Rachel Cohen

Glass Trees

Gray Glass Trees

Katherine Gray, Forest Glass, 2009. Corning Museum of Glass. All photos Rachel Cohen.

Glass tree. Half empty. Can’t see its forest for.

Passing through the finger lakes again, on way home, summer’s end, vacation, children have been swimming in glassy ponds.

Two weeks ago, on way out, to Corning Museum of Glass. In one gallery, this installation by Katherine Gray, Canadian. Forest Glass, 2009. A few hasty pictures, and the thought of it has stayed with me. Three tiered towers. Two thousand found glasses, machine-made. Clear glasses, and within among emerge the shapes of trees, brown glasses to form trunks, green for foliage above. Three glass trees.

Forest glass, Waldglass, made in Germany, green and brown, in the middle ages with very hot ovens, fed by burning enormous quantities of trees, leading to “widespread deforestation.” Trees into forest glass, and glass a marker of trees that were.

The children remind me that glass is neither a liquid nor a solid. Hundred year old windows thicker at the bottom because the pane has gradually flowed down.

Driving through Seneca lands. Trees through car windows.

Jongkind: A River in Summer

Jongkind A River in Summer

Johan Jongkind, The Seine at Bas-Meudon, 1865. Cleveland Museum of Art. Detail photos Rachel Cohen.

We are visiting family in Cleveland. The Cleveland Museum of Art will be one of the first to reopen, on June 30th. Ordinarily, we would go there.

This is a painting in the Cleveland Museum of Art's collection by Johan Jongkind (1819-1891), a painter from the Netherlands, not always given his due by those who write about the Impressionists.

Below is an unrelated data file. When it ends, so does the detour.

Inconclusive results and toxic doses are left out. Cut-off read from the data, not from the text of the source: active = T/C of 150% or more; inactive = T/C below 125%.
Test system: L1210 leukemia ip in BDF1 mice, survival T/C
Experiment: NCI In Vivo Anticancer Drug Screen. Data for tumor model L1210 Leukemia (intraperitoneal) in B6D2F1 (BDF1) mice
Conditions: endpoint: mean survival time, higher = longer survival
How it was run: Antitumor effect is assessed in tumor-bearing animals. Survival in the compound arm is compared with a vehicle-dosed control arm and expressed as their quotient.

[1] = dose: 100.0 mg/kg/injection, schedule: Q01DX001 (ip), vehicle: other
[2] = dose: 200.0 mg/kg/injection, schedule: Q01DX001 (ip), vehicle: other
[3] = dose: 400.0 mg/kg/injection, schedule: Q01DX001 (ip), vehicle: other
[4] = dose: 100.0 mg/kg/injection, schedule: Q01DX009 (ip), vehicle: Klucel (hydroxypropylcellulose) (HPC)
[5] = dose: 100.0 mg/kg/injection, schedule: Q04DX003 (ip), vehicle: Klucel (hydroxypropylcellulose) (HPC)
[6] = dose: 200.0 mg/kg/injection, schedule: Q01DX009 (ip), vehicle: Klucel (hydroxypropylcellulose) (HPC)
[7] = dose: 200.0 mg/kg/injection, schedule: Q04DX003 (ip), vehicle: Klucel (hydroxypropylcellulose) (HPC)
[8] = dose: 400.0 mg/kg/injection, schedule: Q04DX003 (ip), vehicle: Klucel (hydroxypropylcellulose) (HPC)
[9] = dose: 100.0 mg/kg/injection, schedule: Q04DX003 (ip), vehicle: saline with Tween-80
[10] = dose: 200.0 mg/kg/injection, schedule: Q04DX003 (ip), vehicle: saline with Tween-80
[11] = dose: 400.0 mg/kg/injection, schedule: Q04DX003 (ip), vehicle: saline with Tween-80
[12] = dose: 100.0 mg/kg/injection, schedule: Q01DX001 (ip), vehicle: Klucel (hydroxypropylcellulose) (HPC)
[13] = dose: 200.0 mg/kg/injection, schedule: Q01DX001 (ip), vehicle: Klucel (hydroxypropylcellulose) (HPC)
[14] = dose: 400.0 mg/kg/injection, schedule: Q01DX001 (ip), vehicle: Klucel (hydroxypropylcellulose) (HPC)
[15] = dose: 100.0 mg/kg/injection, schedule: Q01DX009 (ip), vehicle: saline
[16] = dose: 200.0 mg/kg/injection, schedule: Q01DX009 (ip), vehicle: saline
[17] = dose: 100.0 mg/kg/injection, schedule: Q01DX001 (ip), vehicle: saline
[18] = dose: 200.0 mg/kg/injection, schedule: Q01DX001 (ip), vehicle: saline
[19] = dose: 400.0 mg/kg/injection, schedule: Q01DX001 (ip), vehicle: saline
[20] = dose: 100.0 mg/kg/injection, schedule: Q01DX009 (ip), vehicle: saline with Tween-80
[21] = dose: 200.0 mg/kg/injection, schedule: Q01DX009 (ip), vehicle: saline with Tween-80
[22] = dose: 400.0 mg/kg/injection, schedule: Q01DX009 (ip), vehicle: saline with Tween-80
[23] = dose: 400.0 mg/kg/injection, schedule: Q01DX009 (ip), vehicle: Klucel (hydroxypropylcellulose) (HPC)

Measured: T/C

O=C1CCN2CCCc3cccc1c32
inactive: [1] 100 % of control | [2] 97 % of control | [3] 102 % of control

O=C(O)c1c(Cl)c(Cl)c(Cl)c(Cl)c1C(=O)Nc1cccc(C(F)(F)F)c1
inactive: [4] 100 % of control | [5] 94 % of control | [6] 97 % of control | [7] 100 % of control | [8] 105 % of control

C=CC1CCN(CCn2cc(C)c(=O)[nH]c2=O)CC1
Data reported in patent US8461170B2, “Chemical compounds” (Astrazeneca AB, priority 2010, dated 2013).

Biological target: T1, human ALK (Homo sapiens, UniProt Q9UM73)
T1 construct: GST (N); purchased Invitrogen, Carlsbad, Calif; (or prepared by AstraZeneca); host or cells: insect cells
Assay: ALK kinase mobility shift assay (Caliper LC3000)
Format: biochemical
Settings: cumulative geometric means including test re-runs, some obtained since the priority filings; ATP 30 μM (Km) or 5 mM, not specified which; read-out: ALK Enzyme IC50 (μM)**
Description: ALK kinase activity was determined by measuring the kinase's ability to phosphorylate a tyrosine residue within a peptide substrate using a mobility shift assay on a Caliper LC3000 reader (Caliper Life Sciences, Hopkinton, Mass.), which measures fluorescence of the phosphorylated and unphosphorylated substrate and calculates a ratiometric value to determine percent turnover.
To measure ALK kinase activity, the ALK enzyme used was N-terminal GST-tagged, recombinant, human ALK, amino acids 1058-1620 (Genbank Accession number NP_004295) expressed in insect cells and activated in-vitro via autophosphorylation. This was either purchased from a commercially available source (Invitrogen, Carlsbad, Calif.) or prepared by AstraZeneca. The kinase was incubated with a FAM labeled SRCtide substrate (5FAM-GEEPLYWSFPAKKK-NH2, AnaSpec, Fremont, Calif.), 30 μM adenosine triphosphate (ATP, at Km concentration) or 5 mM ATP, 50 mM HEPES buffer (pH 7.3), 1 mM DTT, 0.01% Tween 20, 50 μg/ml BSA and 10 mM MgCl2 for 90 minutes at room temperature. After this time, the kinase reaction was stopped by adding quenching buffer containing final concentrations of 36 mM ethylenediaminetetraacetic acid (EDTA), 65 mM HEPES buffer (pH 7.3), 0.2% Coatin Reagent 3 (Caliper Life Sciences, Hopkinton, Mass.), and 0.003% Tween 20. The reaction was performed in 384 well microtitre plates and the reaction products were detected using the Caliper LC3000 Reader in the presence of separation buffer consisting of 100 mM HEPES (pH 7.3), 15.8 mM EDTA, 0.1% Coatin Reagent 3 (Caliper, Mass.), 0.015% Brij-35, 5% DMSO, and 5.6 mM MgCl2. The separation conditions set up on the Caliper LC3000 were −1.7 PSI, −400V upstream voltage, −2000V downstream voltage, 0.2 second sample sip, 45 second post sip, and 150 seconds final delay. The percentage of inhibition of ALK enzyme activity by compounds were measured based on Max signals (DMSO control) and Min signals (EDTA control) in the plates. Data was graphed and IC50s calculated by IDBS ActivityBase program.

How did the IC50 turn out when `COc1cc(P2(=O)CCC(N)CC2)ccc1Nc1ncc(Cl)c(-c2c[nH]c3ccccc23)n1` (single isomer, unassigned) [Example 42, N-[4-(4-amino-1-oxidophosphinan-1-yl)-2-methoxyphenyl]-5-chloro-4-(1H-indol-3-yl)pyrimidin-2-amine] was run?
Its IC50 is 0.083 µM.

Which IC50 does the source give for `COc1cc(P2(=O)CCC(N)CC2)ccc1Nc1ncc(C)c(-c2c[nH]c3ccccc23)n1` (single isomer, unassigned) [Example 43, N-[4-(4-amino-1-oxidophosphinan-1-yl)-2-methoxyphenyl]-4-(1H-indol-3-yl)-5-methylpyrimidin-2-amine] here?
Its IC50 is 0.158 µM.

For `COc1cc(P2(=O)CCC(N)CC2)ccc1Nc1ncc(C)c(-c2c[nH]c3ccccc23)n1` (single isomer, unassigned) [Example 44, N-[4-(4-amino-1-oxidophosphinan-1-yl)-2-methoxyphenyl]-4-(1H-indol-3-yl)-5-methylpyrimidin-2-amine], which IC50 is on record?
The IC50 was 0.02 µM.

Jongkind used to paint en plein air with Claude Monet.

Monet said of Jongkind, "it was to him that I owe the final education of my eye."

Today we went for a walk by the Cuyahoga River. Once famously polluted, the river walk now has beautiful slopes of flowering grasses under the great bridges. We saw yellow finches, a heron.

In Chicago

In Chicago
We have moved to Chicago. I went to the Art Institute soon after we arrived and was happy to see that the museum has a wonderful Berthe Morisot. I have wanted to keep thinking about her. I find that I remember vividly each experience I’ve had of her work in the last few years: two watercolors from the Clark, an exhibition at the Met that had several of her paintings, a visit to the Musée Marmottan while M played with S in the public gardens. The peculiar density of atmosphere that Morisot achieves seems like something to learn from. Perhaps I am affected by knowledge of her biography, and her early death, but it feels to me as if she knew there might not be much time, and that she put everything she knew, about a person, a child, a garden, a hat, into each painting.    

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One thing, I think, is that she is able to keep everything in motion.  This morning, a first day of school, the perpetual motion of everything and everybody – all our objects, all the four of us, all our places and people – feels overwhelming, but look at how she brings the garden to the dress, the fan away from and toward the dress, the dress itself toward blue, toward purple, toward the body and the air.  

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I don’t think it is a photographic accident that the face of the woman becomes clearer and more meaningful when looked at with the hat and figure of the child behind her. Morisot has done something with the beige and white shades of their two heads and hats that allows my eye to make a relation between the two figures. The woman’s face becomes less ghostly, I see what she thinks about and how she feels happiness and even love across those green strokes to the child.

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When I look back at our pictures of the summer, I see that we were often sitting where sand or green plants or water made a continuousness between us and the children. I feel I will miss this in the greater distinctness of fall.

In summer there is the challenge of making meaningful and definite that which is blurred by heat and continuity and abundance. Morisot has not forgotten the work of it.  This morning, I am especially fond of that rake, like a paintbrush, like a pen, to one side.  

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